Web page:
Am I too cheap?

subaru
outback

#1

I have a 1998 Subaru Outback with 165K on it. It has served me very well. I have the usual oil leaks, and feel like I have to replace the muffler every couple of years. But it’s starting to show it’s age. It needs shocks and struts, new tires, and looks like it’s starting to have the signs of a head gasket leak. The catch is, I drive this vehicle about 2,000 miles a year, all local. It starts every time, it gets me to where I need to go and back. Now I have to have an emissions test (we have one every two years in our state). It would kill me to have another car payment for a car that would sit a whole lot in my driveway (our other car is a 2007 Subaru that runs great.) So is it worth putting any money into this car, or is it time to say thank you for your service and find something else?


#2

Check rockauto.com Great parts prices. Struts and oil pan are easy changes. Fairly cheap as well, the head gasket I would have professionally repaired. But thats about 1500 bucks


#3

For 2,000 miles a year, I won’t do much to the car. If it passes the emission test I’d put some decent tires on it and that’s about all. For local low miles, low speed, driving the shocks and struts can be bad and not be unsafe.

The head gasket issue is something to watch. As long as we are talking external oil leaking from the head gasket you can live with that for years. If the leak is internal and oil and coolant are getting together then you might have to spend money on engine work to keep it going for a bunch more years.

Eventually you are going to need another car, this one isn’t going to last forever. Start making payments to yourself now. If you make a $300 a month payment for 3 years you’ll have close to $11K to buy a used car or make enough of a down payment on a new one that the car payment to the bank will be about the same $300.


#4

What’s cheaper? To fix or do a little maintenance to a 13 year old car to get it to pass emissions, or buy another car just to drive it a couple thousand miles per year? I have an 18 year old car that I just needed to spend $250 on to get it past emissions. With 356,000 miles on it, starts every time I turn the key, I felt it was well worth it. That takes my total maintenance tally to $1,000 for the year, which includes new tires, a tune-up, a Half-shaft replacement, and various filters replaced. It’s paid for, so that is a lot of car payments I’m not making. And, I commute with it every day, putting about 7,000 miles a year on it. Even if I can find a decent replacement, I’d have to spend $4,000-$5,000, and still have to pay for maintenance and repairs.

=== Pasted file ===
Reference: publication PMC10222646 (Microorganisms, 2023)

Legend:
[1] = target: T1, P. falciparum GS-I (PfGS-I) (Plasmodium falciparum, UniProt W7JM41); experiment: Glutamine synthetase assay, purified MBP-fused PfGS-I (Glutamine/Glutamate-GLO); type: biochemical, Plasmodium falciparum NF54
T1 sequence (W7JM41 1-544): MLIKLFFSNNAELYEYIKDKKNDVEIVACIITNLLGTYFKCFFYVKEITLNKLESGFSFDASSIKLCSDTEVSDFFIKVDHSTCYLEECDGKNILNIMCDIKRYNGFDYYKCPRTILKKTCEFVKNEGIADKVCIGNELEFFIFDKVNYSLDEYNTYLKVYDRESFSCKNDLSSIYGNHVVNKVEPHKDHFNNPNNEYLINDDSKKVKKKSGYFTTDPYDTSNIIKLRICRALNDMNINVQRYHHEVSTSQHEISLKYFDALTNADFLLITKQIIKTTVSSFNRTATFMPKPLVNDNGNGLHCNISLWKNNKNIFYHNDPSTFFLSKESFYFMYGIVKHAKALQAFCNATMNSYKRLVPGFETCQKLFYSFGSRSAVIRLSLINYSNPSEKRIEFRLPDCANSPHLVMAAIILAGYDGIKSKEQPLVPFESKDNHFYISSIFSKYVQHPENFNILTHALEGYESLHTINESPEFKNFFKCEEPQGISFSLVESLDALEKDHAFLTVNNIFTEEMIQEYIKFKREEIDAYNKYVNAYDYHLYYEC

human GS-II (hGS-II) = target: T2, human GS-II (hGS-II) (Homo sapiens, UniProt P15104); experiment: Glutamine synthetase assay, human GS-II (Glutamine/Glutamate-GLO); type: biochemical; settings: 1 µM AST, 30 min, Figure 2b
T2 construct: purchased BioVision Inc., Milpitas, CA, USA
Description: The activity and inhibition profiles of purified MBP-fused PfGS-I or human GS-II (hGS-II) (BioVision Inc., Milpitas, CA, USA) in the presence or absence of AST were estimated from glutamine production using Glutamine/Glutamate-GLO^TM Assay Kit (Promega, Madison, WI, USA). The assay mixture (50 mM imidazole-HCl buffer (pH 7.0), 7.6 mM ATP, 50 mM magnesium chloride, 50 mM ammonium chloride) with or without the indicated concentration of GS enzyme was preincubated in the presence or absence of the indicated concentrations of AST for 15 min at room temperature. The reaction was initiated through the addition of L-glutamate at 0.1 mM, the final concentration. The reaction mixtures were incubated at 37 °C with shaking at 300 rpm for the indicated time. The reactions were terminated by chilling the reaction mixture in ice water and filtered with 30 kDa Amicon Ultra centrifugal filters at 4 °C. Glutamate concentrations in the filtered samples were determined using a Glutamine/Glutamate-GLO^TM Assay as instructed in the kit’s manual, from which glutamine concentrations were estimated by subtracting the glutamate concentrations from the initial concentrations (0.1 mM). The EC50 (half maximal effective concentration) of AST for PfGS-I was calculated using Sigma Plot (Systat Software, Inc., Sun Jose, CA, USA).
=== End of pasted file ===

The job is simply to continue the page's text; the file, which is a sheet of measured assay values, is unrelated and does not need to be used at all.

#5

You should check your local (state) laws. My BIL has an old Mazda truck that he drives to work, and because he puts less than 5,000 miles a year on it, it is exempt from emissions testing. We live in PA. Your state’s laws are different, but I would certainly look into that.

If you took that car out and gave it a good run once in a while, the engine, and surely the exhaust system might age a bit more gracefully.


#6

If it is capable of passing an emissions test, and it doesn’t have any structural rust issues, I would fix it. My car is also a 1998 model, and it has about 196,000 miles on it. I don’t drive it very often either, but when it came time to replace all four struts at about 160,000 miles, I paid for it. I just put new tires on it last year. I am still driving with the original muffler, but I live in the south, and I don’t have any head gasket issues, but the engine does seep oil.

If the car is safe and legal, putting money into these repairs would be the better financial decision than financing a new or new used car.

The question is not whether you are too cheap. The question is whether you are being “penny wise and pound foolish.” In the case of car maintenance (which includes most timely repairs), “an ounce of prevention is worth a pound of cure.”


#7

I hesitantly offer these observations, but I will (why not?).

I own a 1984 Toyota Corolla liftback with 547,000+ that I bought new. It does not have an oil leak (and the last and only oil leak that I can recall was sometime in the mid-1990s), I can’t recall when I last needed to replace the muffler (sometime in the 1990s) or the struts (maybe early 2000s or late 1990s), and the vehicle offers no sign of a head gasket problem. However, I did buy a new pair of tires recently.